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Tropical Rainforest

Biotic Factors- Plants

Abiotic Factors

Biotic Factors- Animals

Symbiotic Relationships

Environmental Crisis- Deforestation

Places of Interest

Location

Predator-Prey Relationships

Works Cited

Food Web

The tropical rainforest biome is mainly found in three major geographic areas around the world. Central America- Amazon river basin Africa- Zaire basin, with a small area in West Africa; also eastern Madagascar Indo-Malaysia- west coast of India, Assam, Southeast Asia, New Guinea and Queensland, Australia

Dawn Bat - Eonycteris spelaea Silvery Gibbon - Hylobates moloch Toco Toucan - Pamphastos toco Kinkajou - Potos flavus Proboscis Monkey - Nasalis larvatus

The abiotic factors of the tropical rainforest include: -yearly average of 50 to 260 inches of precipitation -temperature range is between 68 F-93 F degrees (20 C-34C) -average humidity is 77-88% -usually a brief season of less rain (in monsoonal areas, there is a dry season)

The tropical rainforest is a sweltering, moist biome found near Earth's equator. Tropical rainforests receive from 60 to 160 inches of precipitation throughout the year, and the precipitation is evenly distributed throughout the biome. Tropical rainforests contain the greatest biodiversity in the world. The union of constant warmth and abundant moisture makes the tropical rainforest an appropriate environment for many plants and animals. Over 15 million species of plants and animals live within this biome. Although tropical rainforests cover less than 2% of Earth's surface, they account for about 50% of all life on planet Earth.

-Amazon Rainforest: Cabo Orange National Park, Tumucumaque Mountains National Park, Mamiraua -Eastern Madagascar: Andasibe National Park, Masoala National Park -Queensland, Australia ("Gold Coast"): Springbrook National Park, Lamington National Park, Tamborine National Park

Many different actions can be taken to prevent the deforestation of rainforests. On a global scale, other woods or materials could be substituted in all cases in which tropical timber is used. Farmers can use "crop rotation" so that they don't clear trees for new lands after using up only one type of mineral in their current land. As an individual, people can use recycled paper or reusable shopping bags. Citizens can plant trees in their backyards to make up for the trees cut down in rainforests, and replace firewood with coal.

Deforestation of tropical rainforests is increasing mainly because the worlds population is growing rapidly. As the population increases, the number of forest products needed also increases, resulting in the cutting down of rainforests. Additional causes of the destruction of rainforests include ranching and logging. If deforestation of tropical rainforests continues, major climatic and environmental changes will occur. Destroying rainforests causes more carbon dioxide to be released into the atmosphere, resulting in the greenhouse effect. The greenhouse effect raises temperatures globally, and may result in the melting of polar ice caps. If the polar ice caps melt, our sea levels will rise, causing major flooding all over the globe.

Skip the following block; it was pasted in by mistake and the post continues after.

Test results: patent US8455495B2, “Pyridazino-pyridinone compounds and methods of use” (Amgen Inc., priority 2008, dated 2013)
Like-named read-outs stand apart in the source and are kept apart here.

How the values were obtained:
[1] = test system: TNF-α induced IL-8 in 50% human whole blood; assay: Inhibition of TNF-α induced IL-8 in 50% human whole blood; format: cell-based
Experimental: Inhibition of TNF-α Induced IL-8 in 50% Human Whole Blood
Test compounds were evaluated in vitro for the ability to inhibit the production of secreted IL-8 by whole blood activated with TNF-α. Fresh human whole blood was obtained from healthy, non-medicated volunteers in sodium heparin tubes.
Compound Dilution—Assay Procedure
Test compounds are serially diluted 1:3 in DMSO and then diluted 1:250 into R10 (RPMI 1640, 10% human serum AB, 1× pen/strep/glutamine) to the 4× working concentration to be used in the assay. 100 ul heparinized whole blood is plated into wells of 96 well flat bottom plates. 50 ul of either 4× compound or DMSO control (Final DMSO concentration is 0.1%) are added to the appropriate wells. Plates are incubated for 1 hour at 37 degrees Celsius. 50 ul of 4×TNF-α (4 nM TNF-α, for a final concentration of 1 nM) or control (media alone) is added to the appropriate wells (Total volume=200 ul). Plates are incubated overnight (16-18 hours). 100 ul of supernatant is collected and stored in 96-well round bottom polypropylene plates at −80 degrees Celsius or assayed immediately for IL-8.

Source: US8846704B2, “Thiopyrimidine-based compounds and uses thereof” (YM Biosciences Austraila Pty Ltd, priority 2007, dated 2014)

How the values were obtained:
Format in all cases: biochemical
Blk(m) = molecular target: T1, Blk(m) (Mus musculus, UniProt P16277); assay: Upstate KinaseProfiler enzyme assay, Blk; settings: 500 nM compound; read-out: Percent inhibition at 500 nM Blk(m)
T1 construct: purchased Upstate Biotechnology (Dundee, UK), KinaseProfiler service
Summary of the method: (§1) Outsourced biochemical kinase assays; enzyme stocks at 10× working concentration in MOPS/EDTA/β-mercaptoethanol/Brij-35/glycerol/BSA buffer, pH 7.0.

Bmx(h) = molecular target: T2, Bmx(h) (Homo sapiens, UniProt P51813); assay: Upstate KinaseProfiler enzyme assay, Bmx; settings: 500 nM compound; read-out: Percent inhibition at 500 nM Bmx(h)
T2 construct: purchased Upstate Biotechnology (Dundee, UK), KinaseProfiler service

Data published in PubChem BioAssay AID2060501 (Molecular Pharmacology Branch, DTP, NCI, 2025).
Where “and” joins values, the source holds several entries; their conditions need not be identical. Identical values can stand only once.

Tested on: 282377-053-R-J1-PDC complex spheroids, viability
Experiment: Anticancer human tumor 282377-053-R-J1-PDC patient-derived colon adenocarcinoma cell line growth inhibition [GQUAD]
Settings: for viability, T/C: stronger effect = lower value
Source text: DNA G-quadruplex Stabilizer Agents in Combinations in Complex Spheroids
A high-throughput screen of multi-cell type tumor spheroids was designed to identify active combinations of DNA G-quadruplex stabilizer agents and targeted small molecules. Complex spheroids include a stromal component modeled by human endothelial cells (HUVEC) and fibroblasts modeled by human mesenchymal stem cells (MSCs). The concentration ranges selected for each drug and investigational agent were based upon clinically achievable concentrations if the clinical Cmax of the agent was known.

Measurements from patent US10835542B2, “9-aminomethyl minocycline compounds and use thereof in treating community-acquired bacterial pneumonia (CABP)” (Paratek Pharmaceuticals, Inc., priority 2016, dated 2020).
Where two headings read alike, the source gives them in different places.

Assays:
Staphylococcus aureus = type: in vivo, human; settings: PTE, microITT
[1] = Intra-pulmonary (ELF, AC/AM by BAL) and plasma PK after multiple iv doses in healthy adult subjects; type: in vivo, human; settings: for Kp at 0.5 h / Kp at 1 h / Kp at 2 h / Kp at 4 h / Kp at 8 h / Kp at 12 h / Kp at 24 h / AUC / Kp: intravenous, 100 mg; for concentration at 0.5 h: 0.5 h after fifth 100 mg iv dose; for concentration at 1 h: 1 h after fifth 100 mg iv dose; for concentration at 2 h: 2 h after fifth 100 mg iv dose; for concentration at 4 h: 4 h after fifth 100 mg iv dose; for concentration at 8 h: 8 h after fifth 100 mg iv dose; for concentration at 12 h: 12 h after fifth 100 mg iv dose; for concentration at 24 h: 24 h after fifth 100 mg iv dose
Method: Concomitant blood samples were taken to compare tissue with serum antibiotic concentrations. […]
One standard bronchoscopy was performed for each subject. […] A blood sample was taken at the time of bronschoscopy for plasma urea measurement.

In the tropical rainforest, there exist many predator-prey relationships. For example, the orb-weaving spider in New Guinea weaves strong enough webs to catch birds. Additionally, giant anteaters have long, sticky, 24-inch barbed tongues to get termites out of narrow termite nests. Antbirds dine on stationary, camouflaged, or hard to find insects. These birds follow army ant lines. They do not eat the ants, but use the ants trail to find hidden or concealed insects. Antbirds wait to see what insects move out of the army ants way. When a camouflaged insect moves, the bird sees it and eats it.

In tropical rainforests, certain species of ants have symbiotic relationships with particular species of caterpillars. Certain caterpillar species produce sweet chemicals from "dew patches" on their backs, upon which a specific ant species will feed. In return, the ants fervently protect the caterpillar and have even been observed carrying the caterpillar to the nest at night for safety.

Bougainvillea - Bougainvillea spectabilis Strangler Figs - Ficus ssp. Kapok Tree - Ceiba pentandra Curare - Chondrodendron tomentosum Jambu - Syzygium aqueum

Works Cited “Amazon Rainforest Unique places of interest.” Amazon-Rainforest. Amazon-Rainforest.org, 2004. Web. 10 Apr. 2011. <http://www.amazon-rainforest.org/places-of-interest.html>. Benders-Hyde, Elisabeth. “Tropical Rainforest.” Blue Planet Biomes. Brynn Schaffner, 2010. Web. 10 Apr. 2011. <http://www.blueplanetbiomes.org/index.htm>. “[Biomes - Living Worlds] :: Rainforest :: .” ThinkQuest. N.p., n.d. Web. 10 Apr. 2011. <http://library.thinkquest.org/C0113340/text/biomes/biomes.rainforest.animals.html>. “Earth Floor: Biomes.” Cotf. Wheeling Jesuit University, 5 Apr. 2005. Web. 10 Apr. 2011. <http://www.cotf.edu/ete/modules/msese/earthsysflr/rforest.html>. “The East of Madagascar.” TravelMadagascar. N.p., n.d. Web. 10 Apr. 2011. <http://www.travelmadagascar.org/CITIES/The-East.html>. “Gold Coast Places of Interest.” Australia Tourist Guide. IA Connections - Sydney Australia, n.d. Web. 10 Apr. 2011. <http://www.sydney-australia.biz/queensland/gold-coast/places-of-interest.php>. “IV. Destruction of the Rainforests.” DaveSite. N.p., n.d. Web. 10 Apr. 2011. <http://www.davesite.com/rainforests/review4.shtml>. Symbiotic relationships. Mongabay. Rhett Butler, 2010. Web. 10 Apr. 2011. <http://rainforests.mongabay.com/0202.htm>.

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